Shizu no odamaki or "The Thread from the Spool": Male Same-Sex Love and the Warrior Ethos in a Nineteenth-Century Historical Tale

Daniele Durante

Abstract


Shizu no odamaki賤のおだまき(trans. The Thread From the Spool), a work of fiction composed presumably in the first half of the nineteenth century by an anonymous author, tells the novelized account of the lives and love story of two historical Japanese bushi 武士 or “warriors,” respectively named Yoshida Ōkura Kiyoie 吉田大蔵清家 (c. 1575-1599) and Hirata Sangorō Munetsugu 平田三五郎宗次 (c. 1585-1599). The two fighters lived in the Warring States period (Sengoku jidai戦国時代, 1467-1600) and died in combat during the “disturbance of Shōnai district” (Shōnai no ran庄内の乱, 1599-1600), one of the many conflicts that took place in this age of constant bloodshed. In presenting their fictionalized biography, Shizu no odamaki operates on two intertwining levels: one romantic, providing an idealized narration of the protagonists’ tie based on the so-called “Way of the Youth” (Wakashudō若衆道), the relationship between an adult man and an adolescent male, and of Sangorō’s juvenile beauty, and one ethical, depicting the characters’ feelings as a powerful catalyzer that assists them in their pursuit of the “Way of the Warrior” (Bushidō武士道). The two Ways, of male same-sex love and combat, thereby support each other in a virtuous circle. In proving the connection between Kiyoie and Sangorō’s sentiments and their commendable behavior as soldiers, the text pursues a didactic end by indicating their amorous and martial deeds as an authoritative example for the contemporaneous reader to emulate.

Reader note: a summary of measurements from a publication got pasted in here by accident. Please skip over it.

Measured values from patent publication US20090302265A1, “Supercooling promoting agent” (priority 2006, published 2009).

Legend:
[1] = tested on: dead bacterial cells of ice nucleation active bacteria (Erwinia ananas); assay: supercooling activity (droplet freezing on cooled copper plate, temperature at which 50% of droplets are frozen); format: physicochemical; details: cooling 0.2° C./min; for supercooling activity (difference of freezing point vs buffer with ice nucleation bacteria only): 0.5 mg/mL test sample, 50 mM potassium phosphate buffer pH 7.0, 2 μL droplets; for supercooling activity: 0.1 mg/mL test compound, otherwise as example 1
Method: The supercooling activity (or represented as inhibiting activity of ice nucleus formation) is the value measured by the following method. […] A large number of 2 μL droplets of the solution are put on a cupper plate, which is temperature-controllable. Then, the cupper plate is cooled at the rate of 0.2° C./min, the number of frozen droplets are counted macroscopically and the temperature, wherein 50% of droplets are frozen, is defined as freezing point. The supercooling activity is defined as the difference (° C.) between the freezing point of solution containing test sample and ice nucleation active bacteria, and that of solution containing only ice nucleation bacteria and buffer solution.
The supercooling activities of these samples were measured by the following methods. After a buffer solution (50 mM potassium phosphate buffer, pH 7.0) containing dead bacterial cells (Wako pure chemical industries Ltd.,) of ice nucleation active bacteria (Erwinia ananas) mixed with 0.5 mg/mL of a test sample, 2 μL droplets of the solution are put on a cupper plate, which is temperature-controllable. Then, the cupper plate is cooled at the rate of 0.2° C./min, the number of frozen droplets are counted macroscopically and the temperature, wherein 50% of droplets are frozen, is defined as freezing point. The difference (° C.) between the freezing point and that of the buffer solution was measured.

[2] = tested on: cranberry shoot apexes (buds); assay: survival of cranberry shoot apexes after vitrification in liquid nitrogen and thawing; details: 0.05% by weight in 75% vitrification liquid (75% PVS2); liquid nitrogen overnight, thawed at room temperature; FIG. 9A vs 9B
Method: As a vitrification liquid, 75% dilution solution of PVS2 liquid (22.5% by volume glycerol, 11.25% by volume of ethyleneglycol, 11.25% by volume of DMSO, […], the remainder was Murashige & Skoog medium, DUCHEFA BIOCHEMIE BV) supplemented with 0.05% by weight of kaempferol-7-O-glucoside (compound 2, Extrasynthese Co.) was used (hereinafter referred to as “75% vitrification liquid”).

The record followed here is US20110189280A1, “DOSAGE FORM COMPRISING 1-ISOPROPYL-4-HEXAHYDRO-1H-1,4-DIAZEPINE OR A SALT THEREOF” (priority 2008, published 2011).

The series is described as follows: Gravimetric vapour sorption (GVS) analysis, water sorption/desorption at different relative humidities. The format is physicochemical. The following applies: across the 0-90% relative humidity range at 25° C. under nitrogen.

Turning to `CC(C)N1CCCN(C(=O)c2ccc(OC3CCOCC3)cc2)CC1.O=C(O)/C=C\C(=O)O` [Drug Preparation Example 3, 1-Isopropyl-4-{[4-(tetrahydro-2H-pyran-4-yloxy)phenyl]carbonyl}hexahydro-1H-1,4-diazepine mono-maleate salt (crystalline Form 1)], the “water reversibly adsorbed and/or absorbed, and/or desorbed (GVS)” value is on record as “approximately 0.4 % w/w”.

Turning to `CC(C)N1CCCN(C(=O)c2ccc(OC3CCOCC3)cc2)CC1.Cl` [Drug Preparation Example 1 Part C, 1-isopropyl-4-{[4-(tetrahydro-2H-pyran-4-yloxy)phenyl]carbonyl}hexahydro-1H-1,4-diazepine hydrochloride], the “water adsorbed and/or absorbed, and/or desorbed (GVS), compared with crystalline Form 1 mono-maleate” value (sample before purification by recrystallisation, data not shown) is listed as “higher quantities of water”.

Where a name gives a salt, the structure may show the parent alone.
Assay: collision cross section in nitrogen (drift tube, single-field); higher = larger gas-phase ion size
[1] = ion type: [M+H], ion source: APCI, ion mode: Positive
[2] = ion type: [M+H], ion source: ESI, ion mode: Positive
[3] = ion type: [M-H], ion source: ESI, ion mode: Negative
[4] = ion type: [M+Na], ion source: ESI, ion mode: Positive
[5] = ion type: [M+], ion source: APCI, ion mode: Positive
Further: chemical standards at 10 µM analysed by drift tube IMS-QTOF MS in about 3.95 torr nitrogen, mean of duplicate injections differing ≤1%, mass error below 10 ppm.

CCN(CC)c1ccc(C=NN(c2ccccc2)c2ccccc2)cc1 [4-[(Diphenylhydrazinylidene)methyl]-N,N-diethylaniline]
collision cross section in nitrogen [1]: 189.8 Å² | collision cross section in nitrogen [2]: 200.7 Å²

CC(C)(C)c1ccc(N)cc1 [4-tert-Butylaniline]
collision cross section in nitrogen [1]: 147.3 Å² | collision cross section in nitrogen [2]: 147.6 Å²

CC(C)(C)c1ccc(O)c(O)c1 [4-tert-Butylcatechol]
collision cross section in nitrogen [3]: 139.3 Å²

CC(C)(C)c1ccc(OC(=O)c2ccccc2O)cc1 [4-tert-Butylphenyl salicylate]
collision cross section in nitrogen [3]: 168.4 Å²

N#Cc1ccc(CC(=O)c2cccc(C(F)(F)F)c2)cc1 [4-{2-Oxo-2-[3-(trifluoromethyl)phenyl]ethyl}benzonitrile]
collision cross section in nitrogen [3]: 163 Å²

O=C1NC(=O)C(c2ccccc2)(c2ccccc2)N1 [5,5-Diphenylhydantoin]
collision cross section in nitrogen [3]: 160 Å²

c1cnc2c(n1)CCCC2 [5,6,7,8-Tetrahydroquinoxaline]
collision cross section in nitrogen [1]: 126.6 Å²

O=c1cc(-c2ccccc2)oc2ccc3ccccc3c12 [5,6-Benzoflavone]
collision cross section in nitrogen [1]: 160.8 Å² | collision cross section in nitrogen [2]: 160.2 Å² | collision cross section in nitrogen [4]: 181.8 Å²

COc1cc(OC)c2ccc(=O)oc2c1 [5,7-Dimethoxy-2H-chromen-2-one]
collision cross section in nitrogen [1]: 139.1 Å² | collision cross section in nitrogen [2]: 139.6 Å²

In the following I provide an annotated translation of Shizu no odamaki. To prepare readers for the text, I offer in the next sections an overview of the lives of the historical Sangorō and Kiyoie figures as well as information about the records from which the narrative draws inspiration. Second, I present an analysis of the main coeval notions and social practices that the title invokes to conceptualize and portray the romantic relation between the two characters. Finally, I insert an outline of the diverging, and often conflicting, ways the narration was received and reinterpreted in the first decades of the Meiji era.


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DOI: https://doi.org/10.5195/jll.2022.197



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